Connect with a deaf New York City teen as she discovers American Sign Language poetry.
Filmmaker Judy Lieff explores the beauty and power of American Sign Language (ASL) poetry in Deaf Jam, the story of deaf teen Aneta Brodski’s bold journey into the spoken word slam scene. Longing to explore and fully participate in the hearing world, Aneta dives into ASL poetry, a vibrant three-dimensional art form where body movements convey meaning. ASL poetry liberates a deaf poet from the confines of spoken language. There is no paper or text. Rhymes are measured in hand shapes and meter in movements. Images cut and dissolve as its verses transcend all spoken word. Deaf Jam airs on WXXI-TV/HD (DT21.1/cable 1011 and 11) Monday, January 7, 2013 at 10 p.m.
Introduced to ASL Poetry at the Lexington School for the Deaf, Aneta, an Israeli immigrant high school student living in New York, welcomes the chance to perform with “spoken word” poets. Passionate, fearless, and expressive, Aneta works hard at her craft and eventually meets Tahani Salah, a hearing Palestinian slam poet. The two young women embark on a collaboration, creating a pas de deux performance that transcends politics. Utilizing high-energy music, animated graphic text, and other innovative techniques, Deaf Jam illuminates ASL poetry’s extraordinary potency and power. Taking us inside a fascinating and vibrant world where self-expression and cultural identity are fiercely pursued, Deaf Jam may change the way we think about the non-hearing world forever.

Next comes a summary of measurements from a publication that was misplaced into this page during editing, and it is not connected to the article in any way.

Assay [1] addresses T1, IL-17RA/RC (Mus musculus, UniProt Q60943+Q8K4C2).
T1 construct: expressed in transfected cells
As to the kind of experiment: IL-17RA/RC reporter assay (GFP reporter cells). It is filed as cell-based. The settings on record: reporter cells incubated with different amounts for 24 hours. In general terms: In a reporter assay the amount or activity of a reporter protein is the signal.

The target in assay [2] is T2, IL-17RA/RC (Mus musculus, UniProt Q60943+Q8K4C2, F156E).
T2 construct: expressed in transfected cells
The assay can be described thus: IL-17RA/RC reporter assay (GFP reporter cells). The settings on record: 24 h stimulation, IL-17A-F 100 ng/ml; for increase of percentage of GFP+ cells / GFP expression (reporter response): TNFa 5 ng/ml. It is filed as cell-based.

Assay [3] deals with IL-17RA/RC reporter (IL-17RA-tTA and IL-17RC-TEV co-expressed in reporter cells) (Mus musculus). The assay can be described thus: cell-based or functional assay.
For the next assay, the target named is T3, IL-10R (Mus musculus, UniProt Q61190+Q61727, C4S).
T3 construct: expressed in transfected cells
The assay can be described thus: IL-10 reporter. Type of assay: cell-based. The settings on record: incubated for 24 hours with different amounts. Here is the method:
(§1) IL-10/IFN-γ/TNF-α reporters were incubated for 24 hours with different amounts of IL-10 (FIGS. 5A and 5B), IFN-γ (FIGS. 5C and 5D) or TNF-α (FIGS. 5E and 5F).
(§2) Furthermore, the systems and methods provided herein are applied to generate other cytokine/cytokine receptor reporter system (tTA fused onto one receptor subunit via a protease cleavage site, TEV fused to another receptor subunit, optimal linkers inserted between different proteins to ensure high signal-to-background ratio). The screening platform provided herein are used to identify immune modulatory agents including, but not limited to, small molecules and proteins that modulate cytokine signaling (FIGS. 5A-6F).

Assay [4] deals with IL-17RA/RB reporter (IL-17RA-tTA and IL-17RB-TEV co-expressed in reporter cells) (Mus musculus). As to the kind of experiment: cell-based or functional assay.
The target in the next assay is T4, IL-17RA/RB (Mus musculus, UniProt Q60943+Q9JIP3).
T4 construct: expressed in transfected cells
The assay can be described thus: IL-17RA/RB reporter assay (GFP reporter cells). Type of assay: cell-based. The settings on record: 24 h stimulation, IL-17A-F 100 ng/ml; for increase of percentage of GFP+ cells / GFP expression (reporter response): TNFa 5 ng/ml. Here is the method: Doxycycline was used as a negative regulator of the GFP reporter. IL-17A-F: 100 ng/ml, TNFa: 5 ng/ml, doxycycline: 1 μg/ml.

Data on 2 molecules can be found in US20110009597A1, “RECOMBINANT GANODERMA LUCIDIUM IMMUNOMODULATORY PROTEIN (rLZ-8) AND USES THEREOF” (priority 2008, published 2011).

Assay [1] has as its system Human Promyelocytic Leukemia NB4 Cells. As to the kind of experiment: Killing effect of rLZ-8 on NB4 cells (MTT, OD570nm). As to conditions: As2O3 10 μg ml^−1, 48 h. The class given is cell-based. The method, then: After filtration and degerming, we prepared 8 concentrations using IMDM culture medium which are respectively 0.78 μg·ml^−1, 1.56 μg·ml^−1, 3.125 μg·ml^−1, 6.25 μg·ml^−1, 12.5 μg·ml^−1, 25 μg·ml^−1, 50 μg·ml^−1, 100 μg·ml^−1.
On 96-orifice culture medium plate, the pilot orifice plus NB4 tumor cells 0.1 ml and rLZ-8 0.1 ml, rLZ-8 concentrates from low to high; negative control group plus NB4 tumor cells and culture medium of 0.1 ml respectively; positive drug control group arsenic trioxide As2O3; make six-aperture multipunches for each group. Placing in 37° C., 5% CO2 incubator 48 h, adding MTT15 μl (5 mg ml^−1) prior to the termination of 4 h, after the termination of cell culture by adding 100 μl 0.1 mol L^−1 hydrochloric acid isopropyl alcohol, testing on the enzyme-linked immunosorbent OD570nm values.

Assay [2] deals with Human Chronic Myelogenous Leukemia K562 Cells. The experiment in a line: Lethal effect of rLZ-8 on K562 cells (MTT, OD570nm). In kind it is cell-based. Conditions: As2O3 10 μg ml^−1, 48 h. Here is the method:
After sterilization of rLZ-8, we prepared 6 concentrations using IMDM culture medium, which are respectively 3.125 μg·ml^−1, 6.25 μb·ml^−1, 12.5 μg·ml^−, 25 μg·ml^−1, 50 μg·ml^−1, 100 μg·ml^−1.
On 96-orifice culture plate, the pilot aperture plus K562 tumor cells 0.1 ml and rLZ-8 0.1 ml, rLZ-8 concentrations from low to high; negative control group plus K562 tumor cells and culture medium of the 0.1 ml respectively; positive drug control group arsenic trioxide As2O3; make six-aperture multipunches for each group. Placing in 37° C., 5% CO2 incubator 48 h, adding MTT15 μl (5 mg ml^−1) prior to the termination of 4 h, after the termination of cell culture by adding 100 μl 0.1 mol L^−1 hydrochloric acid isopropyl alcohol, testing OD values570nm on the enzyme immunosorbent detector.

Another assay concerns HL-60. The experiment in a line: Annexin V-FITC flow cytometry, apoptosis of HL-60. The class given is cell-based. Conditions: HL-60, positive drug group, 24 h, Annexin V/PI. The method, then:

To learn more about the film, visit the Deaf Jaminteractive companion website (http://www.pbs.org/independentlens/deaf-jam/), which features detailed information on the film, including an interview with the filmmaker and links and resources pertaining to the film’s subject matter. The site also features a Talkback section where viewers can share their ideas and opinions, preview clips of the film, and more.